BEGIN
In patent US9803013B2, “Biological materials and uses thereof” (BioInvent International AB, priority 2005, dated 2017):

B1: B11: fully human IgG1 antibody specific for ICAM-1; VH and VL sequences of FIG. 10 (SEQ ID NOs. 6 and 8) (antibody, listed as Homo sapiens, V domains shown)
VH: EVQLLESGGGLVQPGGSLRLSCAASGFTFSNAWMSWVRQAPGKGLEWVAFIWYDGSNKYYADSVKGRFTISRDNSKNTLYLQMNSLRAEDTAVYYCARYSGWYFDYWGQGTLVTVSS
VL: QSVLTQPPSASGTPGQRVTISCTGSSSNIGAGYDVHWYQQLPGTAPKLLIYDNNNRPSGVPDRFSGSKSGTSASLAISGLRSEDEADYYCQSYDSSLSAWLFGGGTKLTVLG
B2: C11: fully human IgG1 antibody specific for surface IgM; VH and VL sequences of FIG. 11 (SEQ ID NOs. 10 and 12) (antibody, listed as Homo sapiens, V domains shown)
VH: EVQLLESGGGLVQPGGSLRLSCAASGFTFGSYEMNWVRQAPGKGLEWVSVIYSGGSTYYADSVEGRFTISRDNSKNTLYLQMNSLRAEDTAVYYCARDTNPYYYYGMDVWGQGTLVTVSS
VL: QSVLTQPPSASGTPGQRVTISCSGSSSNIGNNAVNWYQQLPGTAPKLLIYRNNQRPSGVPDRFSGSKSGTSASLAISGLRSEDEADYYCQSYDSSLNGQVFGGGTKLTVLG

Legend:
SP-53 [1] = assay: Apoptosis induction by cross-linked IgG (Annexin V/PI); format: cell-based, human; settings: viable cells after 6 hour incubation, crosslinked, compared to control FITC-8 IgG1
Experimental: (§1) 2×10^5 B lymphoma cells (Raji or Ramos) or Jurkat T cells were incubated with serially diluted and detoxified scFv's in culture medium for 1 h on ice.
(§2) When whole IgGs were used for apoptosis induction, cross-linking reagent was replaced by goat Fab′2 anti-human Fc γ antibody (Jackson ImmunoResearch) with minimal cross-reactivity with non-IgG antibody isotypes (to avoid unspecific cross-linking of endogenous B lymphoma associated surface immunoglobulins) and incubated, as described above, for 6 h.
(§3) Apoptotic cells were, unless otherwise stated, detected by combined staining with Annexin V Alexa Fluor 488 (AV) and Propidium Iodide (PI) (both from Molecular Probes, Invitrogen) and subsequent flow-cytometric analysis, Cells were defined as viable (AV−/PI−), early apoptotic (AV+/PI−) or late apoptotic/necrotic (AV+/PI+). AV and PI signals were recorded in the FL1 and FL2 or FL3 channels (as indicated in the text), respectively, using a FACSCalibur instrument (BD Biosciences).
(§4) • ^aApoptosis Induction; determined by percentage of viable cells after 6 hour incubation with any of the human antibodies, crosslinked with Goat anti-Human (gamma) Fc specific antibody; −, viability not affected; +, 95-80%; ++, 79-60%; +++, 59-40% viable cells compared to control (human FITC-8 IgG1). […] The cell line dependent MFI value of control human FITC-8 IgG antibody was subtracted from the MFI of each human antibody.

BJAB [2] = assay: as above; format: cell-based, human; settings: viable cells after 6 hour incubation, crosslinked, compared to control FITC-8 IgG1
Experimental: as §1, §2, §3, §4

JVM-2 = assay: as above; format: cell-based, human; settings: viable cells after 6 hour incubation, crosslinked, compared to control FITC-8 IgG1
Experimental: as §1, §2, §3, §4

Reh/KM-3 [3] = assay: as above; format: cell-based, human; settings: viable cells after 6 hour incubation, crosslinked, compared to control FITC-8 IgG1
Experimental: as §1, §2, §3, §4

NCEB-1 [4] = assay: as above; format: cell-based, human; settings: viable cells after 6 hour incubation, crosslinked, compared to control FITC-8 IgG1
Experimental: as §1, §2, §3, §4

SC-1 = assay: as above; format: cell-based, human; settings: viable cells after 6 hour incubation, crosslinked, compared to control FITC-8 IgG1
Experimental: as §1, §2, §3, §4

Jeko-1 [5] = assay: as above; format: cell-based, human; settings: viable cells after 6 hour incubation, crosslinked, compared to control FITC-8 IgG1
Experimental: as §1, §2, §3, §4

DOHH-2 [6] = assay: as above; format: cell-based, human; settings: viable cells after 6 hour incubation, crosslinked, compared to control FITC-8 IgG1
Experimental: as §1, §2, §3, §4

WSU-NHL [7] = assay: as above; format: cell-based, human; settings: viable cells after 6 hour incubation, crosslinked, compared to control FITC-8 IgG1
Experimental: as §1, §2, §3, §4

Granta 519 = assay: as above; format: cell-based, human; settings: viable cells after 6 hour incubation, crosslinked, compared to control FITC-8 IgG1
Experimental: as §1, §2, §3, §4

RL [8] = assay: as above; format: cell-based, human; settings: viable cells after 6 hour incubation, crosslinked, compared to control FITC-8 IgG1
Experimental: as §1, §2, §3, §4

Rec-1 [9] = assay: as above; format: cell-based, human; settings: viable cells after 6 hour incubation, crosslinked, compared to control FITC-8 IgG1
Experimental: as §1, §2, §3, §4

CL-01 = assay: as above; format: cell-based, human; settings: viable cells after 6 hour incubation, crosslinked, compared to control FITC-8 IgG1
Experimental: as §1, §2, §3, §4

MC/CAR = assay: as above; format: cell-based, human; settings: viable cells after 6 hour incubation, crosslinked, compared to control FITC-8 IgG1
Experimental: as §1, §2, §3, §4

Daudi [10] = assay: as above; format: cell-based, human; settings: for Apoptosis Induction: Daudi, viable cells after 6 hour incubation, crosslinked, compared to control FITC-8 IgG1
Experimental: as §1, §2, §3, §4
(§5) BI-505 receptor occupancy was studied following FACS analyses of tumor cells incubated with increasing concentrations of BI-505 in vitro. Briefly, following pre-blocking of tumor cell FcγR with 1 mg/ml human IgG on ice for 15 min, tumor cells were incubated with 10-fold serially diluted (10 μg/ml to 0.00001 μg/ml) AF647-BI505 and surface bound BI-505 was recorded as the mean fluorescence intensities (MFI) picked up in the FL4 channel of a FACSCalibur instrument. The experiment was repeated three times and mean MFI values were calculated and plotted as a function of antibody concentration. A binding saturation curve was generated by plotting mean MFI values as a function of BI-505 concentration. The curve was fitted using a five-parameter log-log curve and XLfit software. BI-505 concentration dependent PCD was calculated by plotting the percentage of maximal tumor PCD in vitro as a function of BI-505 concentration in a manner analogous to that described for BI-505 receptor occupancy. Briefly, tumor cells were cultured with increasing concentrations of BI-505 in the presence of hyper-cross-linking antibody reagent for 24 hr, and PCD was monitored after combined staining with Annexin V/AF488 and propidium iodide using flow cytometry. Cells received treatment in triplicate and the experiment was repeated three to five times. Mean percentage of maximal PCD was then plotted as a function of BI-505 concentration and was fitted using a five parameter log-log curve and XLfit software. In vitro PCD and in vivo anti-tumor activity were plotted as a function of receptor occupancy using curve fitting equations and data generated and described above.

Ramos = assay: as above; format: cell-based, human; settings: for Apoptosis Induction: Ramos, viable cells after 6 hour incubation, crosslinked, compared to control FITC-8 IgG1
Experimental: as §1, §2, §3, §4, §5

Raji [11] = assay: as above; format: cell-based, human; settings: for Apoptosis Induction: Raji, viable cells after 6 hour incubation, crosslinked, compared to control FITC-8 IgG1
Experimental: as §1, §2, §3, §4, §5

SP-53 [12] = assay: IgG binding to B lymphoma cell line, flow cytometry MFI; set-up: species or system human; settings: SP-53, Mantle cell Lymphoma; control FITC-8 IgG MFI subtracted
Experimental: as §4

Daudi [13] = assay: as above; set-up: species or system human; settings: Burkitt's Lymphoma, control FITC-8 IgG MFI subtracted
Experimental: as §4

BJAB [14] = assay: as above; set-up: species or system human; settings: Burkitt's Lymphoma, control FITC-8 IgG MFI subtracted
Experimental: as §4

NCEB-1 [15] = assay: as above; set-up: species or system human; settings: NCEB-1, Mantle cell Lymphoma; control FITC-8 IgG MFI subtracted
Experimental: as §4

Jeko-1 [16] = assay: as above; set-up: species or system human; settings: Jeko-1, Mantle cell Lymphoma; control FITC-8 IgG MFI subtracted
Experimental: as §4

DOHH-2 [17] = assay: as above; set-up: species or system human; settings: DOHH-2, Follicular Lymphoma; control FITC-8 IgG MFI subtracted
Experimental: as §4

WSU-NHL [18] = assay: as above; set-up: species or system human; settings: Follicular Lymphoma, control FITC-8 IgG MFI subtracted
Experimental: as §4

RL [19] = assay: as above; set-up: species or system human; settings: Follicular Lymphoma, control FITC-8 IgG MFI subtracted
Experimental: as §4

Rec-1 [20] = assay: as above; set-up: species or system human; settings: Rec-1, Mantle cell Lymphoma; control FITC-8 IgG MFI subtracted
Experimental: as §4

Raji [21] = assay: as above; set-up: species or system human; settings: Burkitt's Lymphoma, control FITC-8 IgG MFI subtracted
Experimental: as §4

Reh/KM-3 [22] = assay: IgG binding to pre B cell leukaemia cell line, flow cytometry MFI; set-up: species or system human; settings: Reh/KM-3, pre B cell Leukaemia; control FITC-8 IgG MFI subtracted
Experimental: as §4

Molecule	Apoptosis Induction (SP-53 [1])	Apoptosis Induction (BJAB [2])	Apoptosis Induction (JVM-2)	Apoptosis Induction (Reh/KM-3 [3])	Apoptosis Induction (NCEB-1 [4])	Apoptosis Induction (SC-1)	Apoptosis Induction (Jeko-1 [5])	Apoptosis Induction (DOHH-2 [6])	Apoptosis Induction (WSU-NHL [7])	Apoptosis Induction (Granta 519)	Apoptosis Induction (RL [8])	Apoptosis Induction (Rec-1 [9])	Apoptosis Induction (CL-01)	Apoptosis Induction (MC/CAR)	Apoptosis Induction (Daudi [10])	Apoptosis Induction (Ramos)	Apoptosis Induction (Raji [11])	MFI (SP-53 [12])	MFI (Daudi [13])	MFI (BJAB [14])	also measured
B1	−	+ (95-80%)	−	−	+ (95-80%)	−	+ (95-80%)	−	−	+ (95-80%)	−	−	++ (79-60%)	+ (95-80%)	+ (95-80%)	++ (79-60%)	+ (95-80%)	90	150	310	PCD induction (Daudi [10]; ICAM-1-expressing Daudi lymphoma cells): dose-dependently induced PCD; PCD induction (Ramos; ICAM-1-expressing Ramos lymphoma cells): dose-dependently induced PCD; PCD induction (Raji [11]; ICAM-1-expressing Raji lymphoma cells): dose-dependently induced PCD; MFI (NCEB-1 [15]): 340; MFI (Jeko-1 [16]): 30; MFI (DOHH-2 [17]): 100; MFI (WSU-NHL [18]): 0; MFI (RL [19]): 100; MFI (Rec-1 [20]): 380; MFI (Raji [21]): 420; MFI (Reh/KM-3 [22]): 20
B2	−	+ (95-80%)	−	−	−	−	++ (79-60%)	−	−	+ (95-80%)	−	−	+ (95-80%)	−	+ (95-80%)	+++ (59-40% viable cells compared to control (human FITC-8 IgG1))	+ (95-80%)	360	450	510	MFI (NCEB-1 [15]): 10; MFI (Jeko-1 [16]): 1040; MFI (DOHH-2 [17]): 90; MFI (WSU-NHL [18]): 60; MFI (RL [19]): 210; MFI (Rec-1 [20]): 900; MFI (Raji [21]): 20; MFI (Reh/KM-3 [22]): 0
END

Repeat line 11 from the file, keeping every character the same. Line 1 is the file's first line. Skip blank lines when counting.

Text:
(§2) When whole IgGs were used for apoptosis induction, cross-linking reagent was replaced by goat Fab′2 anti-human Fc γ antibody (Jackson ImmunoResearch) with minimal cross-reactivity with non-IgG antibody isotypes (to avoid unspecific cross-linking of endogenous B lymphoma associated surface immunoglobulins) and incubated, as described above, for 6 h.